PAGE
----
Manage Your Ego — and More Advice For MBA Students
“What is the best way to make the most of my MBA experience?”
That question is topping most others as the Class of 2019 streams onto campus. How can students enjoy the greatest return on the business school investment? Recently, Financial Times queried several top business school professors for their advice.
John Colley is associate dean and professor of practice at Warwick Business School. Colley says the best advice for MBA students is to manage their ego.
“Some MBAs arrive thinking they already know everything,” Colley says. “They are just doing an MBA to get the qualification to further their career. But eventually they learn there is more to it.”
Colley says the best way to get ahead is to know where you want to go with your career. But do so while managing your ego.
“In the classroom, there is always the issue of ambitious students jockeying for position,” he says. “Learn to get on with others and manage your ego. For many, this is a huge change.”
Tim Morris, professor of management studies, at the Saïd Business School of University of Oxford says, “Don’t look for instant gratification.”
For many millenials, this is challenging. With social media and the internet, instant gratification has become a sort of norm in the minds of the millennial generation. Morris says earning an MBA is a time for immersing yourself in education patiently.
“Too often students are very bright but not getting the most out of their MBA because they want instant gratification,” Morris says. “MBAs focus too much on the practical application of what they are learning. Instead, read hard material that is abstract, think about what it is telling or not telling you, and be patient.”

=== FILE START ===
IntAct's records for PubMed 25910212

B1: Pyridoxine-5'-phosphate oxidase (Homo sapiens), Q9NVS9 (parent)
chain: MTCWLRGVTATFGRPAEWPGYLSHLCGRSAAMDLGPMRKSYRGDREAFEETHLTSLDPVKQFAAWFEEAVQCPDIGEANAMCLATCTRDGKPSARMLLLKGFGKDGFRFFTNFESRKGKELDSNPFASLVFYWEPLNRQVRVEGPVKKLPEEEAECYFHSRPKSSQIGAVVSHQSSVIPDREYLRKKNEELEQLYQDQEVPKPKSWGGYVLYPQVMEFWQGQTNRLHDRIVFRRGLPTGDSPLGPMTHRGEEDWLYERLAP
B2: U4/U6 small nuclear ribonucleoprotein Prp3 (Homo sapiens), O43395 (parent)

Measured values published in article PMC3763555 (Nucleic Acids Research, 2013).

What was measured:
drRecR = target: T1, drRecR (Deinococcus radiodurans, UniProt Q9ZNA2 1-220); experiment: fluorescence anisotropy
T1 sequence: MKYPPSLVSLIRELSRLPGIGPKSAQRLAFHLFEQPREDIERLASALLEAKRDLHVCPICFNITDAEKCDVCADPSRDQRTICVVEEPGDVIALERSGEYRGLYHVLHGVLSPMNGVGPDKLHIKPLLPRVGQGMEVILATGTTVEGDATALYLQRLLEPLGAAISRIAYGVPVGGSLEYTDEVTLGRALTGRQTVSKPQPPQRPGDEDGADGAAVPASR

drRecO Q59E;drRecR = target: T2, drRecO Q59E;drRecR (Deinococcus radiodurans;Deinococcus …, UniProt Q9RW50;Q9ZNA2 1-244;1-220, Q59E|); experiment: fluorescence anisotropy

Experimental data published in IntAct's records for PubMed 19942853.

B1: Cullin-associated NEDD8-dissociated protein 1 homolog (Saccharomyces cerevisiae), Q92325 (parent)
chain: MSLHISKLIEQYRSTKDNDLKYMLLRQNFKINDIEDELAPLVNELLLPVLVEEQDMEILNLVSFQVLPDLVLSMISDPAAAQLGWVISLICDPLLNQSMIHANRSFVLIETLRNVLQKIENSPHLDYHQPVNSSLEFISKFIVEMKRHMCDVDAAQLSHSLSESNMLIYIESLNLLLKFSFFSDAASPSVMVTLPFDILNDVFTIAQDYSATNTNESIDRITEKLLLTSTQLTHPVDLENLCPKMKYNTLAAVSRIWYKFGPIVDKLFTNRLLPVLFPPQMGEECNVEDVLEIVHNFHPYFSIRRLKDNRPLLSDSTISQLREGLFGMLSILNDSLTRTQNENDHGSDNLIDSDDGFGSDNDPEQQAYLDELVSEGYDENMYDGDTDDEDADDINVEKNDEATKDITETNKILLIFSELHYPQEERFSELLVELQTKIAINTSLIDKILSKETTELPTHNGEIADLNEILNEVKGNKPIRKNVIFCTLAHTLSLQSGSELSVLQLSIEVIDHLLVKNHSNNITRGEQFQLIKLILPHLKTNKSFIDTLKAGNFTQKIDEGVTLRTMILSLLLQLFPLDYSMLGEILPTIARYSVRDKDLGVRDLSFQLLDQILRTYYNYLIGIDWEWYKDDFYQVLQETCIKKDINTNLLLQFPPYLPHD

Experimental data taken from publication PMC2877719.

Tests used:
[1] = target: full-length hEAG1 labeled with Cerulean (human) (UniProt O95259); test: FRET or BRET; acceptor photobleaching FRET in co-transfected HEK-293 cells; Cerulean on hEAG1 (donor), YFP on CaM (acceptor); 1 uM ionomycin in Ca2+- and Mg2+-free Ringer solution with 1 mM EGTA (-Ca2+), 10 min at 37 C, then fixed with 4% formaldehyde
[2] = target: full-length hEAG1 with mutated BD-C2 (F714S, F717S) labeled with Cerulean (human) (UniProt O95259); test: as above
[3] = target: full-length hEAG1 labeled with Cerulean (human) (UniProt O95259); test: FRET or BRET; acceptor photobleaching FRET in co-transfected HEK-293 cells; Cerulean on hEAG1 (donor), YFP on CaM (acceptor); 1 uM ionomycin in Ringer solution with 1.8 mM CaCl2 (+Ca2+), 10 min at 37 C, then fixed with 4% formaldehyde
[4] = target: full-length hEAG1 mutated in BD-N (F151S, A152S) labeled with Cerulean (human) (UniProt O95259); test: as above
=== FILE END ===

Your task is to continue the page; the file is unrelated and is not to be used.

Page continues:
Morris’ advice goes along the lines of what many other professors suggest. An anonymous lead faculty member at Columbia Business School told Financial Times that “the biggest rewards come to those who try something different.”
“Once students get into the programme it is easy to be swayed by the crowd and lose sight of original goals for attending business school,” the faculty member noted. “Find activities, clubs, classes, and colleagues who can help you explore options, yet still keep an eye on long-term goals.”
An MBA is competitive. Often times, students see the MBA as a means to an end. Yet, leading professors suggest MBAs should think twice. With some patience and bit of ego-management, they believe an MBA can mean much more.